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About NMBI

The Nursing and Midwifery Board of Ireland (NMBI) is the independent regulator for nurses and midwives. We exist to protect the public. We do this by maintaining the Register of Nurses and Midwives and by upholding the standards of nurses and midwifery in Ireland.

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We evaluate applications from Irish and overseas applicants, we support nurses and midwives in their provision of care with standards and guidance and we set requirements for nursing and midwifery educational programmes. We also investigate complaints and if necessary take action, to protect the public.

Essene Cassidy is our President and Sheila McClelland joined us as CEO in June 2019.
April 08, 2020
  • Review that began before COVID-19 will prove beneficial in its application now, supporting further nurses and midwives to enter the Irish system 

  • New protocols better support nursing and midwifery communication requirements – half point decrease (7 to 6.5) in writing score supports registration for many suitable candidates
  •  New protocols apply to those who have taken the language test in the last two years
  • NMBI review aligns Ireland’s language test requirements for registration with similar healthcare professions worldwide
The Nursing and Midwifery Board of Ireland (NMBI) today announced that it would immediately apply amendments to its International English Language Testing System (IELTS) and the Occupational English Test (OET) requirements for nurses and midwives who did not complete their qualifications through English. These amendments, which are the result of a review that began in 2019, better relate to requirements for day to day practice while ensuring that the appropriate standard of English language is still achieved. They also bring Ireland in line with other international health regulators who have also recently reviewed language standards.

We have reviewed a number of approaches and protocols at NMBI over the last 12 months and I am delighted that the language review which has now been approved by the Board could benefit many nurses and midwives of quality who want to register to support the fight against COVID-19,’ said Sheila McClelland, CEO NMBI. ‘We have decreased the writing score by 0.5 and believe that the application of this will not compromise practice. There is evidence in the UK and further afield that our amendments will provide a positive result.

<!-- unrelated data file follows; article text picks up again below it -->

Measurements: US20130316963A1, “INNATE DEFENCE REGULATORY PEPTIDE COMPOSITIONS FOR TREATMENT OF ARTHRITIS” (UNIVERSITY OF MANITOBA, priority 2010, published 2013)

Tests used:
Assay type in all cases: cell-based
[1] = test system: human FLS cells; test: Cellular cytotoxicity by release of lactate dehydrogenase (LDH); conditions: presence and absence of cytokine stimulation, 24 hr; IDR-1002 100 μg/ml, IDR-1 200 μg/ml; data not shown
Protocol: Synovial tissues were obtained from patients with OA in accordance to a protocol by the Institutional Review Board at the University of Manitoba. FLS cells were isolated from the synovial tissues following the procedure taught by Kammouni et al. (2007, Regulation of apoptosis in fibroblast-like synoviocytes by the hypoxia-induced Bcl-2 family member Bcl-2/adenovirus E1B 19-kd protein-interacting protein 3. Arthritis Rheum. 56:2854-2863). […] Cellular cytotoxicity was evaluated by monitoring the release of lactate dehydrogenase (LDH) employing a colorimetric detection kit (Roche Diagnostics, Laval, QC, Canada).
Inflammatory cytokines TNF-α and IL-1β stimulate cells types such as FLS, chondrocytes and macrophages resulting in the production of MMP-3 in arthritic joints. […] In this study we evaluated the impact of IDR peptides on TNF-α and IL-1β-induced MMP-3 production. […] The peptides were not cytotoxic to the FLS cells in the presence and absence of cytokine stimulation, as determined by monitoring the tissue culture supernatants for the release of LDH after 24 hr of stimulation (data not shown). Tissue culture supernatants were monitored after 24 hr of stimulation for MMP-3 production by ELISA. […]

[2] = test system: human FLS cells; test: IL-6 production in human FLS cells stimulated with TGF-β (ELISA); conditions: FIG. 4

In consultation with our stakeholders across the sector, we intend to review these changes in protocol in 12 months’ time and based on this we will maintain our approach or revert to previous standards. Our objective is to always review best practice and the experience of those who implement it. We also believe in reviewing protocols as appropriate and within reasonable timeframes,’ continued McClelland.

Under the previous system applicants were required to achieve the IELTS Academic Test Level 6.5 in reading and listening, and a 7 in writing and speaking, in a single sitting. Under the new protocols the NMBI requires scores of 7 in listening, reading, and speaking but a 6.5 in writing. Regardless of the recent amendments, the overall IELTS required score of 7 remains. We believe that the decrease in writing level from 7 to 6.5 will enable suitably qualified nurses and midwives to enter the Irish system. OET score requirements reflect a similar decrease in the writing requirement (please see tables in notes).

IELTS and OET are well-established and internationally recognised methods of testing English language ability and are used by many healthcare regulators in English-speaking countries. IELTS and OET scores that NMBI will implement from today are achieving positive feedback among our peers in the UK and internationally.